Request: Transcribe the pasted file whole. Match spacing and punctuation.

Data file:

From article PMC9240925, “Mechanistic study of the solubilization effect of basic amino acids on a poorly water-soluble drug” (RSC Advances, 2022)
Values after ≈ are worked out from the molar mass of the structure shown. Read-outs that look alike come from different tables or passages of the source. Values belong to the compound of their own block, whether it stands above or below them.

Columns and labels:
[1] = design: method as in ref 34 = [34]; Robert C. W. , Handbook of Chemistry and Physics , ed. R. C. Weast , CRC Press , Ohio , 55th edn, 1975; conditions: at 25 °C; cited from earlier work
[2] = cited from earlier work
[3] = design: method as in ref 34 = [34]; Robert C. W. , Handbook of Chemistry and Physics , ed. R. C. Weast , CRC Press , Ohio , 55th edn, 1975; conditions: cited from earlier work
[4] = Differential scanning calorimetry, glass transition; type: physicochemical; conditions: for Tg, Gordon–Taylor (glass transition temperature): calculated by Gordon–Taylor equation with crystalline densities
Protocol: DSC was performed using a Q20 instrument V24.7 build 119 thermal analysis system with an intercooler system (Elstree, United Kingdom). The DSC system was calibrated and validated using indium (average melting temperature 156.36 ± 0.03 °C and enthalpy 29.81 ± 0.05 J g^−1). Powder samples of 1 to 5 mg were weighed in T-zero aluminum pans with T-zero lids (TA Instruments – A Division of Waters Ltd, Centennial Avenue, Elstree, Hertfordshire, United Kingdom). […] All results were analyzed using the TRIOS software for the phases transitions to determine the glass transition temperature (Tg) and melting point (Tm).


From article PMC9240925, “Mechanistic study of the solubilization effect of basic amino acids on a poorly water-soluble drug” (RSC Advances, 2022)
Values after ≈ are worked out from the molar mass of the structure shown. Read-outs that look alike come from different tables or passages of the source. Values belong to the compound of their own block, whether it stands above or below them.

Columns and labels:
[1] = design: method as in ref 34 = [34]; Robert C. W. , Handbook of Chemistry and Physics , ed. R. C. Weast , CRC Press , Ohio , 55th edn, 1975; conditions: at 25 °C; cited from earlier work
[2] = cited from earlier work
[3] = design: method as in ref 34 = [34]; Robert C. W. , Handbook of Chemistry and Physics , ed. R. C. Weast , CRC Press , Ohio , 55th edn, 1975; conditions: cited from earlier work
[4] = Differential scanning calorimetry, glass transition; type: physicochemical; conditions: for Tg, Gordon–Taylor (glass transition temperature): calculated by Gordon–Taylor equation with crystalline densities
Protocol: DSC was performed using a Q20 instrument V24.7 build 119 thermal analysis system with an intercooler system (Elstree, United Kingdom). The DSC system was calibrated and validated using indium (average melting temperature 156.36 ± 0.03 °C and enthalpy 29.81 ± 0.05 J g^−1). Powder samples of 1 to 5 mg were weighed in T-zero aluminum pans with T-zero lids (TA Instruments – A Division of Waters Ltd, Centennial Avenue, Elstree, Hertfordshire, United Kingdom). […] All results were analyzed using the TRIOS software for the phases transitions to determine the glass transition temperature (Tg) and melting point (Tm).